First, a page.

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Israel Girds for Tough Battle over Cuts in Next Year’s Budget

December 19, 2001
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While the world’s attention focuses on Israel’s battle against Palestinian terror, the country is fighting on a second front as well — the economic one.

Israel’s government is looking for ways to halt the downward spiral caused by the double whammy of the high-tech bust and the precipitous drop in tourism since the intifada began.

On Sunday the Cabinet agreed, in a 14-13 vote, to shave $1.46 billion from next year’s budget. That comes on top of a $1 billion cut in August.

Slashing the budget will “put the economy back on the path of growth and employment in the second half of 2002,” said the director general of the Finance Ministry, Ohad Marani.

As a result of the latest cut, he predicted, “the economy will be able to return to its growth potential of 4 percent” next year.

Agreeing to make some cuts is one thing; deciding what to cut is quite another.

Israel’s annual budget debate is always long and hard-fought, pitting the prime minister against Knesset members whose votes depend on funding for their constituencies.

The budget can be the straw that breaks a government’s back: Under Israeli law, if a prime minister cannot pass his budget or at least extend the current one, his government will fall.

Failure to pass his budget in December 1998 marked the beginning of the end of Prime Minister Benjamin Netanyahu’s administration.

In the coming days, Cabinet ministers will begin deciding where to slash.

Despite continuing Palestinian violence, as much as $25 million could be cut from the defense budget.

Cuts in social services and education also are expected, likely drawing howls of protests from politicians representing the weaker sectors of society.

The debate already has created fissures in Prime Minister Ariel Sharon’s coalition.

Of the 13 ministers opposing the latest cut, seven were from the Labor Party and five were from the fervently Orthodox Shas Party. Education Minister Limor Livnat, a member of Sharon’s Likud Party, also opposed it.

Faced with further fractiousness ahead, Sharon summoned coalition leaders to discuss the cuts. For now, he hopes to keep his coalition together by a common concern for the country’s economy.

Meanwhile, Sharon and Finance Minister Silvan Shalom are vowing not to raise taxes to make up for a shortfall in revenue caused by the recession.

“Something has changed in the world since Sept. 11: Countries have dropped forecasts, and here tax revenue has plummeted in the past few months,” the Finance Ministry’s Marani said. “By making these cuts and raising the deficit target we will avoid a real financial crisis.”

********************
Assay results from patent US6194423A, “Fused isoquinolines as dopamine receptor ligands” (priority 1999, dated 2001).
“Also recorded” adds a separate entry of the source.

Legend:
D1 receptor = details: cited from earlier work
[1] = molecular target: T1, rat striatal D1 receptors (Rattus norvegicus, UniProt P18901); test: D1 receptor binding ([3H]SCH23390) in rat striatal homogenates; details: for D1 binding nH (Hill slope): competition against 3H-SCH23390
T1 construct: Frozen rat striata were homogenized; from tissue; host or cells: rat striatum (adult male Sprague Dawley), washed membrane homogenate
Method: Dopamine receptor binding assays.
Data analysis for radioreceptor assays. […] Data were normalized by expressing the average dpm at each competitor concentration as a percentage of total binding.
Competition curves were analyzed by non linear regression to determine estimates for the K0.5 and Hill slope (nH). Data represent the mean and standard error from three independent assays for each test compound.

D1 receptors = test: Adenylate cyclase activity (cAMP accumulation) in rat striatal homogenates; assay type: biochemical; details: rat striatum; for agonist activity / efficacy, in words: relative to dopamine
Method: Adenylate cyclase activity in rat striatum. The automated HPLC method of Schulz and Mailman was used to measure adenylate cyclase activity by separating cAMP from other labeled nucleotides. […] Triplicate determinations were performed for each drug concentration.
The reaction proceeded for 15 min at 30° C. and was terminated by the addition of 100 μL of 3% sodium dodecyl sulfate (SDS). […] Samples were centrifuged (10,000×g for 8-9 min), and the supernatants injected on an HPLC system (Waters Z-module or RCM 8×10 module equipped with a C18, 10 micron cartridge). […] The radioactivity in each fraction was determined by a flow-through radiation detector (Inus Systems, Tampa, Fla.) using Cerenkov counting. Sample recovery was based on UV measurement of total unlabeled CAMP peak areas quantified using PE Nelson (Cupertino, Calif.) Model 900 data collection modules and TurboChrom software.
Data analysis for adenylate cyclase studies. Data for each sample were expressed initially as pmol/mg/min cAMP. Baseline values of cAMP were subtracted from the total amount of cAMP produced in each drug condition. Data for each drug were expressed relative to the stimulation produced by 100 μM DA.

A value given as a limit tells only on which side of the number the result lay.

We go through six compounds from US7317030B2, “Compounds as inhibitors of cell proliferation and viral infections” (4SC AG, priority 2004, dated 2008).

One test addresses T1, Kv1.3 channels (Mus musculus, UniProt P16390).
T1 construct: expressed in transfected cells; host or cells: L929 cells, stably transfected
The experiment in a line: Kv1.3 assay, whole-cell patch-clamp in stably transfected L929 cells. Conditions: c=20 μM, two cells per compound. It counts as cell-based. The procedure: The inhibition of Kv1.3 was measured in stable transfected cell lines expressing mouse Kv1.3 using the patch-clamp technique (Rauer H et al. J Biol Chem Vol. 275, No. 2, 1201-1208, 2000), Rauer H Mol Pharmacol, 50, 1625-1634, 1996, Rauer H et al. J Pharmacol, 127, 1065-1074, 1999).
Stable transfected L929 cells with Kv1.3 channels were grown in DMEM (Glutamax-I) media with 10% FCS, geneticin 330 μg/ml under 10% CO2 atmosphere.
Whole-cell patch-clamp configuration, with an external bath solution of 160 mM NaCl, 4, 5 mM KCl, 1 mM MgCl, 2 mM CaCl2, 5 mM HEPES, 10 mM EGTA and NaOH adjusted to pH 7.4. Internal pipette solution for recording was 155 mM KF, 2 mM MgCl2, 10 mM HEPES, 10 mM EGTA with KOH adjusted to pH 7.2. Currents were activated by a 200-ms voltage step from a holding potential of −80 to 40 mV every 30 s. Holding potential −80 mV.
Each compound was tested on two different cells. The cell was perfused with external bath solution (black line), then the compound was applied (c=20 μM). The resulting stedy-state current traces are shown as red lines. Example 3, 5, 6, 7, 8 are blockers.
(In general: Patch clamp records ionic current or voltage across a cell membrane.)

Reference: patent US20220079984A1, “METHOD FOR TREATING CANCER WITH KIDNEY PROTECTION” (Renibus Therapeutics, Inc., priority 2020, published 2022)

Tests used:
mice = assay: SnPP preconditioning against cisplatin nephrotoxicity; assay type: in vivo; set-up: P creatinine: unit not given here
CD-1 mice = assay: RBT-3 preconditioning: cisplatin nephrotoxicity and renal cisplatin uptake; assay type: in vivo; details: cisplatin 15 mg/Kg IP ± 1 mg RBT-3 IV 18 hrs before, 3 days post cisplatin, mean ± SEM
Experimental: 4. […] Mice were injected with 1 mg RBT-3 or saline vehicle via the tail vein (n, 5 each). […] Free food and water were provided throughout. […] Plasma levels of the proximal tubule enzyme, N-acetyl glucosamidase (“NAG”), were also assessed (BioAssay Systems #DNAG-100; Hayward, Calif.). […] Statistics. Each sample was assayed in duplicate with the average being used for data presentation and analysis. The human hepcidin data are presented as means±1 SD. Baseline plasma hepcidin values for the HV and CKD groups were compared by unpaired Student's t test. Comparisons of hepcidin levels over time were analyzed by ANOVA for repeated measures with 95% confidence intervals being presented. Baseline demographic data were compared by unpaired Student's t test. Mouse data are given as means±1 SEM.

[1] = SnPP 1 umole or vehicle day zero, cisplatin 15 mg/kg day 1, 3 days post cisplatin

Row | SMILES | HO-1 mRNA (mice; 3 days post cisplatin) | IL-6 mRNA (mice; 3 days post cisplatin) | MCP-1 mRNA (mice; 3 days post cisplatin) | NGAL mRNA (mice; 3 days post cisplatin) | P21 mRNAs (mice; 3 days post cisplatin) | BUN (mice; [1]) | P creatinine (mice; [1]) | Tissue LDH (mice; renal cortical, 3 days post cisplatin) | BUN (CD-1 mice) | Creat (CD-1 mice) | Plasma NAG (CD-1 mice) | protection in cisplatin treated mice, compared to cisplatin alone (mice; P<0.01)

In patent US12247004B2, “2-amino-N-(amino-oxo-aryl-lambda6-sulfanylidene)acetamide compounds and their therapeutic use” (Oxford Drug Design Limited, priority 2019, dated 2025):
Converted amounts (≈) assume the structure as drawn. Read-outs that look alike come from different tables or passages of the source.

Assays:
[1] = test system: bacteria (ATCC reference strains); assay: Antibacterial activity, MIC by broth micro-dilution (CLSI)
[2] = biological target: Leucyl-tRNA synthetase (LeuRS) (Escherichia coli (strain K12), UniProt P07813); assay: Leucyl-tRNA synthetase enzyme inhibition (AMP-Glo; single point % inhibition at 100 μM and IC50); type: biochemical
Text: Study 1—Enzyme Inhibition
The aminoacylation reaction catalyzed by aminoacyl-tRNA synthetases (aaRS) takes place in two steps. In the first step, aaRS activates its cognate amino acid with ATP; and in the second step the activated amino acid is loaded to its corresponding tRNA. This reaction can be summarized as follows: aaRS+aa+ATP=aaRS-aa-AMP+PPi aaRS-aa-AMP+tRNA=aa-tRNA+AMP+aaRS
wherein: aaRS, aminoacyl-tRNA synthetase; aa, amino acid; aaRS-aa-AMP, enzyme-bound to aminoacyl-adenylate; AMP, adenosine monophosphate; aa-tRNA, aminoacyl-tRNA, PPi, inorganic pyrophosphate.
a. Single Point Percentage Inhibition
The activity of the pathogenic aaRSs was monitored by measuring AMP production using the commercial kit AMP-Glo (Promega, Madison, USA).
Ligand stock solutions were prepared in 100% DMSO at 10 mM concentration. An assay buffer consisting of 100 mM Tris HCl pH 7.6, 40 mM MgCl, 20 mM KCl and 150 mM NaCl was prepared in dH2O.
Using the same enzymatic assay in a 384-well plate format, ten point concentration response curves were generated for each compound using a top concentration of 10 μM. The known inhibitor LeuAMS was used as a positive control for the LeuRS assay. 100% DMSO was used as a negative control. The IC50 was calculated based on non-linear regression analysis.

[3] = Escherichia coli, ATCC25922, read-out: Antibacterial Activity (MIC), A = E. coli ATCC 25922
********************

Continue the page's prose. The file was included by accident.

Yet there is one area of spending that may not be affected — transportation infrastructure.

Plans to finance bypass roads, six-lane highways and double-decker commuter trains are in the works. The hope is that a more developed transportation infrastructure will alleviate traffic congestion, create more jobs and spur economic growth.

Infrastructure investments are on the increase and now total more than $1.5 billion. The figure includes $1 billion for roads and highway arteries through various private financing initiatives.

“With all the great plans, the question is how much will actually be implemented,” said Gil Bufman, Bank Leumi’s chief economist. “It seems clear to everyone that infrastructure is perhaps the lifeline for Israel and could be a major factor in helping the economy to turn around.”

During Sunday’s Cabinet meeting, the government also agreed to raise the limit of deficit spending from 2.4 percent to 3 percent of the gross domestic product.

This decision was criticized by the governor of Israel’s Central Bank, David Klein, who said it could harm the economy’s ability to grow.

Klein also said the planned increase in the country’s deficit could harm Israel’s ranking in the world’s financial markets, a development that could hurt foreign investments.

The latest surge in violence, which began in late November, came at a particularly bad time for Sharon. Shortly before, he had boasted that the security situation was under control, allowing him to turn his attention to socioeconomic matters.

With the Dec. 31 deadline fast approaching, the government must devote as much attention to the budget as possible given the ongoing fighting with the Palestinians.

During his recent visit to Washington, Sharon asked for guidance from President Bush, complaining that the economic situation was aggravated by the intifada, which required unforeseen expenditures.

In response, Bush sent Alan Larson, the State Department’s undersecretary for economic, business and agricultural affairs, to Jerusalem.

According to Larson, if the Israeli government carries out the necessary cuts and measures, a real crisis can be avoided.

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